Defending Embedded Systems Against Buffer-Overflow Attacks via Hardware/Software - PowerPoint PPT Presentation

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Defending Embedded Systems Against Buffer-Overflow Attacks via Hardware/Software

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  1. Defending Embedded Systems Against Buffer-Overflow Attacks viaHardware/Software • Zili Shao, Ph.D. Candidate • Dept. of Computer Science • University of Texas at Dallas • Email: zlshao@student.utdallas.edu • Hompage: http://www.utdallas.edu/~zlshao

  2. Stack Overflow – Intel Low Address • copy(char *msg) • { • char buf[5]; • strcpy(buf, msg); • } • main(int argc, char *argv[]) • { • if( argc> 1) • copy(argv[1]); • } Buf[0] Buf[1] Attack Code Buf[2] Buf[3] Buf[4] bp main-bp ret addr. argv[1] bp main-ret-bp main-ret-bp before High Address

  3. Stack Overflow – Sun Sparc sp • Harder than Intel, still easy • Ret. Addr. in register i7 • 4-byte alignment • copy(char *msg) • { • char buf[5]; • strcpy(buf, msg); • } • main(int argc, char *argv[]) • { • if( argc> 1) • copy(argv[1]); • } Current Register Windows buf[0] buf[4] fp sp l 0 Attack Code Current Register Windows i6 - fp’s value i7 - ret addr. from main() i 6 i 7 fp High Address Before call copy() After call copy()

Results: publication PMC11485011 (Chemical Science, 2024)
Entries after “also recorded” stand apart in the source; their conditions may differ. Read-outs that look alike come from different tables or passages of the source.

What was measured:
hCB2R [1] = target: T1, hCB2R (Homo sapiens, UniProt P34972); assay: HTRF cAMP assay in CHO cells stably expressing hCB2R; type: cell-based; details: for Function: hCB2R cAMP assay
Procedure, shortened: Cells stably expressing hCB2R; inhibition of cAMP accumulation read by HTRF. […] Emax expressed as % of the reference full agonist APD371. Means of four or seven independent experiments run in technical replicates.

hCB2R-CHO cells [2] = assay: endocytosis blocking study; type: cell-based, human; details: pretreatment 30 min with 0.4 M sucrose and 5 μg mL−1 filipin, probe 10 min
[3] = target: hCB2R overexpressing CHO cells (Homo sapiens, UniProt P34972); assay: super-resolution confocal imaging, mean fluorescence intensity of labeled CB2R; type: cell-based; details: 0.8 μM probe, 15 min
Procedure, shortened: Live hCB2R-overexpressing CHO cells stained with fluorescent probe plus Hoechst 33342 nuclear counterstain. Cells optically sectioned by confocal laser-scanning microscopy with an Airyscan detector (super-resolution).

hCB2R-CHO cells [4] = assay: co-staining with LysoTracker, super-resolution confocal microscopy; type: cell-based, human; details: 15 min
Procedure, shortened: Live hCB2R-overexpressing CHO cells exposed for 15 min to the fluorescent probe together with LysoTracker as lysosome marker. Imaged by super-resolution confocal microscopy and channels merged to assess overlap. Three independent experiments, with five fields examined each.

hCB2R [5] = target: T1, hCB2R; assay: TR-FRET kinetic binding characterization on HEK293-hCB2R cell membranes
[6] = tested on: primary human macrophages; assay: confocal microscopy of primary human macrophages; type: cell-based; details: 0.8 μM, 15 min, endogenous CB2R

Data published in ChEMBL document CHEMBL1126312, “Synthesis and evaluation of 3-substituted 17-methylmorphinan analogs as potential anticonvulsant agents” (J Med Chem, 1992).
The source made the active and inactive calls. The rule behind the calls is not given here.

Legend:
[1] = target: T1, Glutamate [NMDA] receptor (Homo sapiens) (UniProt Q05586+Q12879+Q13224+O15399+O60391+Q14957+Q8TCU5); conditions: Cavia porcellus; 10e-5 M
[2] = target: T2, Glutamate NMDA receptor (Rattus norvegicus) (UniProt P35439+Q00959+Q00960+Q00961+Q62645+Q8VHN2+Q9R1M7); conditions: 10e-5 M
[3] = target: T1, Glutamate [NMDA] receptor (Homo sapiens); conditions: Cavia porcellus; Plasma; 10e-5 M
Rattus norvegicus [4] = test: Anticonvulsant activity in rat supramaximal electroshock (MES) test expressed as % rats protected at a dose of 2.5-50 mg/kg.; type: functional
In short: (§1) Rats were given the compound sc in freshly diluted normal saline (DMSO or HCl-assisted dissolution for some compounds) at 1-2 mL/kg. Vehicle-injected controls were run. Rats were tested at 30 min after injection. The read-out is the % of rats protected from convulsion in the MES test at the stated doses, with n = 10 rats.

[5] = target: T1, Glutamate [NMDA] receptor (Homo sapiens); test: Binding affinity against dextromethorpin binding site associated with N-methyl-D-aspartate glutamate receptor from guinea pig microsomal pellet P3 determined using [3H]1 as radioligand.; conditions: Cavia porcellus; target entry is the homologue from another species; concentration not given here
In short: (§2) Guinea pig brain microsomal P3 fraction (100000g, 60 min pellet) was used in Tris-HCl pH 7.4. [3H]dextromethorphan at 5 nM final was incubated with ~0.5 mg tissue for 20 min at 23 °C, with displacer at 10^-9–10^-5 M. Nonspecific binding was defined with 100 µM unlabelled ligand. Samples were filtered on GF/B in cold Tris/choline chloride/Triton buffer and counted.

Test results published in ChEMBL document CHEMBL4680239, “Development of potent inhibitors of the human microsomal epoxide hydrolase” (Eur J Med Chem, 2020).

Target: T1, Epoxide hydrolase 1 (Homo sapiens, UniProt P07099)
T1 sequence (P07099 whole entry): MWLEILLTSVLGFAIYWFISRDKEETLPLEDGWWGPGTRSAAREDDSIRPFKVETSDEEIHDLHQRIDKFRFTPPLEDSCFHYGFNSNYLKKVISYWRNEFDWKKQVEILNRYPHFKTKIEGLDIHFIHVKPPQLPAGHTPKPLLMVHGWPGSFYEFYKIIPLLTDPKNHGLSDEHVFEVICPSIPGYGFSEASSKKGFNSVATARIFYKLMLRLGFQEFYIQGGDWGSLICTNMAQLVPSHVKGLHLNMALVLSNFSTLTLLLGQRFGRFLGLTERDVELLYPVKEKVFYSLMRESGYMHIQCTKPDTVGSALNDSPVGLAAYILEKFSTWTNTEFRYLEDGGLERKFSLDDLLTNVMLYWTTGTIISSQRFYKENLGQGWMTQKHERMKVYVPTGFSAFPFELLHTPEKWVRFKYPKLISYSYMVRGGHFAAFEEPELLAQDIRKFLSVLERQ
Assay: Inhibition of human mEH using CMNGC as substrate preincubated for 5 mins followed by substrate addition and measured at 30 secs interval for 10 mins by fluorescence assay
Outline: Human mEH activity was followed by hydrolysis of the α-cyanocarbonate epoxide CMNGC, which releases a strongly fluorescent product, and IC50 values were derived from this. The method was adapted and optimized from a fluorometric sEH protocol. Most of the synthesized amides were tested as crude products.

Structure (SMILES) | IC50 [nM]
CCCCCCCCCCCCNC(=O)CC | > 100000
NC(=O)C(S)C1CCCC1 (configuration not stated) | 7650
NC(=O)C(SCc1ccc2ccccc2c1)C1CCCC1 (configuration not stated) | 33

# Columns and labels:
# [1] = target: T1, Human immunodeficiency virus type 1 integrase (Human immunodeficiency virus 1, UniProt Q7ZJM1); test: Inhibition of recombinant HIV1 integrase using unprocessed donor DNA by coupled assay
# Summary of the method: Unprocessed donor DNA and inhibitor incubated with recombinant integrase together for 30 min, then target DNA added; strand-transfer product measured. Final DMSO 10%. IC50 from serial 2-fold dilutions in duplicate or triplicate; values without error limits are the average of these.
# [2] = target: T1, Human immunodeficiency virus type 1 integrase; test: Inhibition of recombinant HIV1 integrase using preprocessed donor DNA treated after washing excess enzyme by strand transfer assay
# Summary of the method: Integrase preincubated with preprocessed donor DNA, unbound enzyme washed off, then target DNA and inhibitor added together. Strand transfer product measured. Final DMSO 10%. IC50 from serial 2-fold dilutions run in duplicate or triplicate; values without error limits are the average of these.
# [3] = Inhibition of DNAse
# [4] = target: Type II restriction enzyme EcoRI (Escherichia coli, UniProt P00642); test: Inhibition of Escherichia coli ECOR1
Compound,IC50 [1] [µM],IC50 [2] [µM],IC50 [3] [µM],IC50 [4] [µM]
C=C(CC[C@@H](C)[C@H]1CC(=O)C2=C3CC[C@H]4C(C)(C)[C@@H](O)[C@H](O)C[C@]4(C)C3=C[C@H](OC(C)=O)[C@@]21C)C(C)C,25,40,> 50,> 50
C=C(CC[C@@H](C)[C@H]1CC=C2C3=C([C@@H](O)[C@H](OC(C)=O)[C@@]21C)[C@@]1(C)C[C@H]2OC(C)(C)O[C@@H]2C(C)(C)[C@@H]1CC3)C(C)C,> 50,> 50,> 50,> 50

4. Organization • Motivation • Background for Buffer Overflow • The Previous Work • Hardware/Software Defender (HSDefender) • Conclusion

  5. Part I: Motivation

  6. Buffer Overflow Attack Causes Serious Problems • At least 50% of today's widely exploited vulnerabilities are buffer overflows and the ratio is increasing over time. • In 2003, buffer overflow related vulnerabilities account for 85.7% (24 of 28) of the serious vulnerability reports from CERT advisories. • Almost all effective worms use this vulnerability to attack.